CYP sounds very off putting to me.

Or your guests budget. What if they can't afford the $100 per person plate?  Do you still invite them? Or maybe they can make payments? 

It sounds very off-putting to me too.

All of those questions have been answered.

Roe

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Re: Your gift was only $100
« Reply #140 on: July 27, 2013, 04:51:34 PM »
I don't understand how people can CYP without knowing what the catering budget is.

CYP sounds very off putting to me.

Or your guests budget. What if they can't afford the $100 per person plate?  Do you still invite them? Or maybe they can make payments? 

It sounds very off-putting to me too.

All of those questions have been answered.

I disagree.  Regardless, that doesn't mean we can't continue to respond to someone's comments or posts, does it?  (honestly asking)

Idlewildstudios

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Re: Your gift was only $100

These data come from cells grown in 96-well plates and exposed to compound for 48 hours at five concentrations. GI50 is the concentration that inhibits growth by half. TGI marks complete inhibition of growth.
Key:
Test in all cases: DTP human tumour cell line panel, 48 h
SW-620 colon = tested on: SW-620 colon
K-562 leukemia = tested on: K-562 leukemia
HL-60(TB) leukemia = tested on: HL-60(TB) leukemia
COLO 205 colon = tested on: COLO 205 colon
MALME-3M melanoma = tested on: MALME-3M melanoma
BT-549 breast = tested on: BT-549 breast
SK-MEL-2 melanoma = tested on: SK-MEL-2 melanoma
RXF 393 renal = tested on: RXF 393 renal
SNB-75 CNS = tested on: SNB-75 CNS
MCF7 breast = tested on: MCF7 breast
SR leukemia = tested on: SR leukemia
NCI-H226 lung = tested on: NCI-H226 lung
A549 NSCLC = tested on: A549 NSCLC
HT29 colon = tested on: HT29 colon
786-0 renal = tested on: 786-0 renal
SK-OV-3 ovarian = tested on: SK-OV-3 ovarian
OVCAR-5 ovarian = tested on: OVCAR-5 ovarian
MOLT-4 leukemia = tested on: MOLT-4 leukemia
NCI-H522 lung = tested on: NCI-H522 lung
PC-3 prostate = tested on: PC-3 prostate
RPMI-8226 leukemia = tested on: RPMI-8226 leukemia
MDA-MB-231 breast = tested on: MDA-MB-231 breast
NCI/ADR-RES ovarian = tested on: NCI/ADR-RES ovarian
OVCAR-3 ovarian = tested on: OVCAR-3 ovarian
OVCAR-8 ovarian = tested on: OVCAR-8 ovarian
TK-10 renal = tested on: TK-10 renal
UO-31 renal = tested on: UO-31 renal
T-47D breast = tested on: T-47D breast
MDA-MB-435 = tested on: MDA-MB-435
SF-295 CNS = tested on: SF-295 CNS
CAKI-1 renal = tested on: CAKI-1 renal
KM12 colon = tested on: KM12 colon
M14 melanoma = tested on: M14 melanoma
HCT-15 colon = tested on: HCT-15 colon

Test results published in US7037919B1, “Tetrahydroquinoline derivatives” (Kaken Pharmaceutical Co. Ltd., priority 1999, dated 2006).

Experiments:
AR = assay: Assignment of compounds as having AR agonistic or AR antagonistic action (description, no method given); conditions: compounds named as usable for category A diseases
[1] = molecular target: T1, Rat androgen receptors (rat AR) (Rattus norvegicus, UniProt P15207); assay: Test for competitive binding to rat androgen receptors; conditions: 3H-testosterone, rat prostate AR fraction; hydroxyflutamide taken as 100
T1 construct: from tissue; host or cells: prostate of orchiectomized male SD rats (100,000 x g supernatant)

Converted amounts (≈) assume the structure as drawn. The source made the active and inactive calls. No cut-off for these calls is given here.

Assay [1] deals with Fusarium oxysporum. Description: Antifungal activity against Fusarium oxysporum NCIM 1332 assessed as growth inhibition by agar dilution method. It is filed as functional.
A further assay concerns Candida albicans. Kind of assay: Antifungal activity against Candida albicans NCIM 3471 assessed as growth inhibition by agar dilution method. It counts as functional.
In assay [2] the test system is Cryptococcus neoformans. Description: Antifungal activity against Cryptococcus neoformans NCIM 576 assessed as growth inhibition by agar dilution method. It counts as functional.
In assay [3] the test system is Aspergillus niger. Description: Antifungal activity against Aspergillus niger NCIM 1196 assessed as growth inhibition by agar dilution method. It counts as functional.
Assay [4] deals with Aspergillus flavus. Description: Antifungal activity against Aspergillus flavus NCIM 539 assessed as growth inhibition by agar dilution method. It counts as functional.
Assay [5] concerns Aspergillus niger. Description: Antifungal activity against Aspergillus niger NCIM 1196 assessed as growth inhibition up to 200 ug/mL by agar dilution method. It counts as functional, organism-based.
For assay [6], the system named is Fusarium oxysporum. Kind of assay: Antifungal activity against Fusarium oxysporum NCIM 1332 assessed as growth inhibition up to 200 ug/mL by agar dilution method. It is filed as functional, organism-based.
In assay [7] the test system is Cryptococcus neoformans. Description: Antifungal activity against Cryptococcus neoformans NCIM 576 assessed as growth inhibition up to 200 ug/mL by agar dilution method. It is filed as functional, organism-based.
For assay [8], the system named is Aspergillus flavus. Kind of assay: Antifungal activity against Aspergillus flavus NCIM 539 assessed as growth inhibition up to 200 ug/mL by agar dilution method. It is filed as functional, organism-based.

« Reply #141 on: July 27, 2013, 07:03:02 PM »
I made an observation related to my experience and with my confusion on the whole CYP idea.  I didn't realize I was beating a dead horse, so to speak.   I was just contributing to the discussion.  I didn't realize that contributing or discussion was discouraged after an answer was supposedly reached.  Not being snarky, just feeling a bit like I was put into my place without needing to be.

Specky

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Re: Your gift was only $100
« Reply #142 on: July 29, 2013, 05:32:23 PM »
The concept/expectation of CYP is why my DH and I have, for years, declined all wedding invitations. 

Shoo

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Re: Your gift was only $100
« Reply #143 on: August 10, 2013, 11:41:10 AM »